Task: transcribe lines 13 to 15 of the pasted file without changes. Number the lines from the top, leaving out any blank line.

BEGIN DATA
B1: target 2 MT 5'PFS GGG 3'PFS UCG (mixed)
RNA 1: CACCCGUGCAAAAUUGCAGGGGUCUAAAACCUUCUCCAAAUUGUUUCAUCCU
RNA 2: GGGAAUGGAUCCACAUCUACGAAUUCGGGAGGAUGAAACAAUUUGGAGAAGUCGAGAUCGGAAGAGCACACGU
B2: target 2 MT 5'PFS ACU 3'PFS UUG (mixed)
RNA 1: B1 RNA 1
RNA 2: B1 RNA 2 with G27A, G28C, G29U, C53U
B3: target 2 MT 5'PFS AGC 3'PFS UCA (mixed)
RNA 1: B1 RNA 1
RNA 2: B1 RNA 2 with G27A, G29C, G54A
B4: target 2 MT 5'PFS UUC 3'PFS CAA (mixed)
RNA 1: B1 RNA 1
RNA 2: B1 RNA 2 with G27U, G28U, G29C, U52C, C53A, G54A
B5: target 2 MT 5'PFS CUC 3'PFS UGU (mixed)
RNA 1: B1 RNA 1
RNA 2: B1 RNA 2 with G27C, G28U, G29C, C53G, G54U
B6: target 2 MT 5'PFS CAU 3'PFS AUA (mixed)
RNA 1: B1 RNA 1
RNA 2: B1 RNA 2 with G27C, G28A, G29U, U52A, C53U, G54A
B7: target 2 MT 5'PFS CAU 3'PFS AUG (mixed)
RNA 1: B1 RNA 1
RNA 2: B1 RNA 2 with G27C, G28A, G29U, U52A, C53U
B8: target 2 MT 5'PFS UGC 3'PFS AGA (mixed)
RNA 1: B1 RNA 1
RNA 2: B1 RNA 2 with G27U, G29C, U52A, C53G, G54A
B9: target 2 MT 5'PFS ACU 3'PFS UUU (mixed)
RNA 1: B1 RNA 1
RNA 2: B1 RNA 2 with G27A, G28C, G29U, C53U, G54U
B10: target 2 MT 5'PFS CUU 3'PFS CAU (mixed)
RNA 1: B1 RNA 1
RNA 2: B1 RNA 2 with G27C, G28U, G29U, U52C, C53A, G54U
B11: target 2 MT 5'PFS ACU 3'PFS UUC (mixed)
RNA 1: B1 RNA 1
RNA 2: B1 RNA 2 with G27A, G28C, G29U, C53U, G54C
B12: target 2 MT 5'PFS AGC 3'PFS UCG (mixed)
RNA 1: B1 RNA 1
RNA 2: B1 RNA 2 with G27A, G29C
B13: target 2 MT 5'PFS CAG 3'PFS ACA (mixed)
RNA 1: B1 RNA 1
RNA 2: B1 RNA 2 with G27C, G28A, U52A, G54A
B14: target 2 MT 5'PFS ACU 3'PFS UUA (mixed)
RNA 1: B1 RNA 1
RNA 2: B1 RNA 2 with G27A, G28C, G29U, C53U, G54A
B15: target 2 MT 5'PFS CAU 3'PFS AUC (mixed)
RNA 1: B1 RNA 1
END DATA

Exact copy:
B5: target 2 MT 5'PFS CUC 3'PFS UGU (mixed)
RNA 1: B1 RNA 1
RNA 2: B1 RNA 2 with G27C, G28U, G29C, C53G, G54U